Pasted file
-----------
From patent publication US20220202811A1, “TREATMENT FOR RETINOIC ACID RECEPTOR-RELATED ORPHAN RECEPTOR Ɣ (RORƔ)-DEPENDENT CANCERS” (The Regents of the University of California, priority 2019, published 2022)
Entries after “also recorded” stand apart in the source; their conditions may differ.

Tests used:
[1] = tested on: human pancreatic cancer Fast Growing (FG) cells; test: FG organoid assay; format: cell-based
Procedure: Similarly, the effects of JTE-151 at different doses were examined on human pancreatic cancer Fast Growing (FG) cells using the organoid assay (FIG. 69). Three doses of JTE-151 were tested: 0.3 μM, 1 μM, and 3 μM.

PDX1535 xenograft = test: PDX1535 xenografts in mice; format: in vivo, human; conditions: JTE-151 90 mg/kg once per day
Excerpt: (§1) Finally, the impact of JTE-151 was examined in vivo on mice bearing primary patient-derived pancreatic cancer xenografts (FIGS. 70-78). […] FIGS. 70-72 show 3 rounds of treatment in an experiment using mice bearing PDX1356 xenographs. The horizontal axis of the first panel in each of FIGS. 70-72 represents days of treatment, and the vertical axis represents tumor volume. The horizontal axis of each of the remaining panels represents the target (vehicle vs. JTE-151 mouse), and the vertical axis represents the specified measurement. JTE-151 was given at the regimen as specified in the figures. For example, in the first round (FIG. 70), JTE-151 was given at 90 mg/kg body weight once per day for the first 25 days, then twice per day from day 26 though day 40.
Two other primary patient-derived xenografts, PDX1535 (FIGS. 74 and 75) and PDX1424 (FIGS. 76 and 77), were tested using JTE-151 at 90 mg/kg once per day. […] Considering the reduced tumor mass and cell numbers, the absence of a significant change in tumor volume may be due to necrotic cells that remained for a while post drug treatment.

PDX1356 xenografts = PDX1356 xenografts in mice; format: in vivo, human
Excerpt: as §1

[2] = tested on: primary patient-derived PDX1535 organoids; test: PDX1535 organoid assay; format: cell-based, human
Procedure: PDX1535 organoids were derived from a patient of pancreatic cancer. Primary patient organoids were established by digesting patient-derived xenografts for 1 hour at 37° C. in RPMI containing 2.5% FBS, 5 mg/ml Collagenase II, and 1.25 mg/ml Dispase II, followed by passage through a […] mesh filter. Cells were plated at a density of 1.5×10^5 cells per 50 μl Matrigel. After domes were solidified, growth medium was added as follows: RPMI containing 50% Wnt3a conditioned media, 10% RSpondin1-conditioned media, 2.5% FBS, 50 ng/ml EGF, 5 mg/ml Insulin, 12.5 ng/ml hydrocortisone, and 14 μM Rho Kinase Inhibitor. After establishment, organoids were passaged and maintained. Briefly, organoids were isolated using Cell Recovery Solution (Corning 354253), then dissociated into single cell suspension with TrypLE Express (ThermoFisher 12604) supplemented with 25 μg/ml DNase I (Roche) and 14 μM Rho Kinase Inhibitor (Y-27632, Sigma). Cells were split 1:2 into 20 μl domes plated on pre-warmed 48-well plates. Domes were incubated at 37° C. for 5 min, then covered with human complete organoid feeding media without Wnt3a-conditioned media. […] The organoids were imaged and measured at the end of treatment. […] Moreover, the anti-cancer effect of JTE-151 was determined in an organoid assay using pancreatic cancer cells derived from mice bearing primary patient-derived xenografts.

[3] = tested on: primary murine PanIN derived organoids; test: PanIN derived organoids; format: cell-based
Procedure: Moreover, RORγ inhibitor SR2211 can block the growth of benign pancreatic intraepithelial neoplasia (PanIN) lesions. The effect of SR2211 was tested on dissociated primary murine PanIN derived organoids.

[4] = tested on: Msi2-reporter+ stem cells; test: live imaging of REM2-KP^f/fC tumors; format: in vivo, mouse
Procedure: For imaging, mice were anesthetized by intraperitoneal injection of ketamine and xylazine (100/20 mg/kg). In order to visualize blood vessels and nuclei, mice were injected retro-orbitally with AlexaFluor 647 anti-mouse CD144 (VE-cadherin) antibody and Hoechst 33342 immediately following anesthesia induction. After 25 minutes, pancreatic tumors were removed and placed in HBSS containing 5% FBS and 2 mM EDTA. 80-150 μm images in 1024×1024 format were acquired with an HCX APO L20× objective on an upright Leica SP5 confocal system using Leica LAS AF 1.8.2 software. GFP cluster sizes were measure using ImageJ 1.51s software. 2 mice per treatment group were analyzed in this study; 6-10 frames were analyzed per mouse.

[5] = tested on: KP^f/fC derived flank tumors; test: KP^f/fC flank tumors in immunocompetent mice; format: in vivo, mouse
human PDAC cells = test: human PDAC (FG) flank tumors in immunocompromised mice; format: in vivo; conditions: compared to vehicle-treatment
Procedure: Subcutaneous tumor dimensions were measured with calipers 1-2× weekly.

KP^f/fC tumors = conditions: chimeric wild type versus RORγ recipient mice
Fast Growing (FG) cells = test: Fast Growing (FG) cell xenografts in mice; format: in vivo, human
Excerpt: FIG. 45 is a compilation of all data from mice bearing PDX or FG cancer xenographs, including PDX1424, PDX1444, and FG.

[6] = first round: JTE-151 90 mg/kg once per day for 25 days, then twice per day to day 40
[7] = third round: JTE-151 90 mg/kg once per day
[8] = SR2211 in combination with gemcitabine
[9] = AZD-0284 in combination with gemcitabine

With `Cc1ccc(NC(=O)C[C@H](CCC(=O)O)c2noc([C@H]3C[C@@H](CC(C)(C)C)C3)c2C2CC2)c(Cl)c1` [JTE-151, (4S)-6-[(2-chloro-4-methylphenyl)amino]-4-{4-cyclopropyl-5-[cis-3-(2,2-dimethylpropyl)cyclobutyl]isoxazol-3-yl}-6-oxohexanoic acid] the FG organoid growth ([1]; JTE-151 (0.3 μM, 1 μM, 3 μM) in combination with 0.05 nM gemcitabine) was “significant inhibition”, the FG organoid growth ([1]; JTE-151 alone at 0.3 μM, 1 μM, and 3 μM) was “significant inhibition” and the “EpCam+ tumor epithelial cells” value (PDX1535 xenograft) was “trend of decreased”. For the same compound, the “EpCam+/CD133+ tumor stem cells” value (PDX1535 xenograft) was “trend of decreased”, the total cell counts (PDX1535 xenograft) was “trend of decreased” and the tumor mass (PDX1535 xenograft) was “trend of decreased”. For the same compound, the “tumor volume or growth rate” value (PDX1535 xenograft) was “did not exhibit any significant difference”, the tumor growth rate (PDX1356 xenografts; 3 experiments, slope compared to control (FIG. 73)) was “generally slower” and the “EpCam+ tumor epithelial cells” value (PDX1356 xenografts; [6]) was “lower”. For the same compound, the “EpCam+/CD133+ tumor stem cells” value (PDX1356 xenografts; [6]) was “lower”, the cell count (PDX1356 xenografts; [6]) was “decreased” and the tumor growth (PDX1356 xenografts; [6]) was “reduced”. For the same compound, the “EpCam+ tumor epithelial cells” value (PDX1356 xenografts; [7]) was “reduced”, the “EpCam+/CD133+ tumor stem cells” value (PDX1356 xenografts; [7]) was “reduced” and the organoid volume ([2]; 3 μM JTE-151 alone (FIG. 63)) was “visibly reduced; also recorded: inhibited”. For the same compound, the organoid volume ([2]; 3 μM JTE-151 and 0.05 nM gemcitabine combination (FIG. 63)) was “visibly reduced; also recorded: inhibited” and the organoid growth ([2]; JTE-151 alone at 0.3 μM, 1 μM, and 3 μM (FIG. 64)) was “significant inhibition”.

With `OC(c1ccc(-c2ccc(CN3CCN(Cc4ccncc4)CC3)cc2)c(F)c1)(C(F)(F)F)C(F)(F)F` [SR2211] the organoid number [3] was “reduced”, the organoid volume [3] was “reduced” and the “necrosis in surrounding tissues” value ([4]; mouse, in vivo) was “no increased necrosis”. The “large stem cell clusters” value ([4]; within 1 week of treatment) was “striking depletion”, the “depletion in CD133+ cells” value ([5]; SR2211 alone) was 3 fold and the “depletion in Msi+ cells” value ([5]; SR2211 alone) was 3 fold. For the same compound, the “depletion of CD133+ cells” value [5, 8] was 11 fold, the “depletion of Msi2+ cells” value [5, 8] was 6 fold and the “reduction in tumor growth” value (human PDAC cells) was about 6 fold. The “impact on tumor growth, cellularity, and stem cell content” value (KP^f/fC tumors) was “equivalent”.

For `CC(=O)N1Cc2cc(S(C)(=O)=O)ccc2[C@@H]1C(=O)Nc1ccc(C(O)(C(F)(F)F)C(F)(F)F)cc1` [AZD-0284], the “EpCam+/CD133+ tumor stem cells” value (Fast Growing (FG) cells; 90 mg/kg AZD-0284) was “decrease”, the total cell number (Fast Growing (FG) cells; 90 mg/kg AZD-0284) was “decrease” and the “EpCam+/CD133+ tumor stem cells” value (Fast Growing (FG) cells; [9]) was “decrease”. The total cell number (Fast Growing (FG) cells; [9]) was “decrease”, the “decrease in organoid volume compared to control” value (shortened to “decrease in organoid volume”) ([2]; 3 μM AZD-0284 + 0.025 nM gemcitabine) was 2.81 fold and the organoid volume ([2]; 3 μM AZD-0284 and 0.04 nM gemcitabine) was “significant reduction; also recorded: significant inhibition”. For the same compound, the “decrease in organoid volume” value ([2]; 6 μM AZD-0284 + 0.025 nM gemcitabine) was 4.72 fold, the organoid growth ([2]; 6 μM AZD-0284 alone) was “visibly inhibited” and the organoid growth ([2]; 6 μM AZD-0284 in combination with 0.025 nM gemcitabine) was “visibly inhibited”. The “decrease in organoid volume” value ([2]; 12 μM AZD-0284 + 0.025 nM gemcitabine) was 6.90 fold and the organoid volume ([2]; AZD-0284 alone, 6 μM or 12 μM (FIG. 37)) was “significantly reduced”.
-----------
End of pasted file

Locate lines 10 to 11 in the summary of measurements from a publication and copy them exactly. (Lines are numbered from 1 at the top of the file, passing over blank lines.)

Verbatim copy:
Excerpt: as §1

[2] = tested on: primary patient-derived PDX1535 organoids; test: PDX1535 organoid assay; format: cell-based, human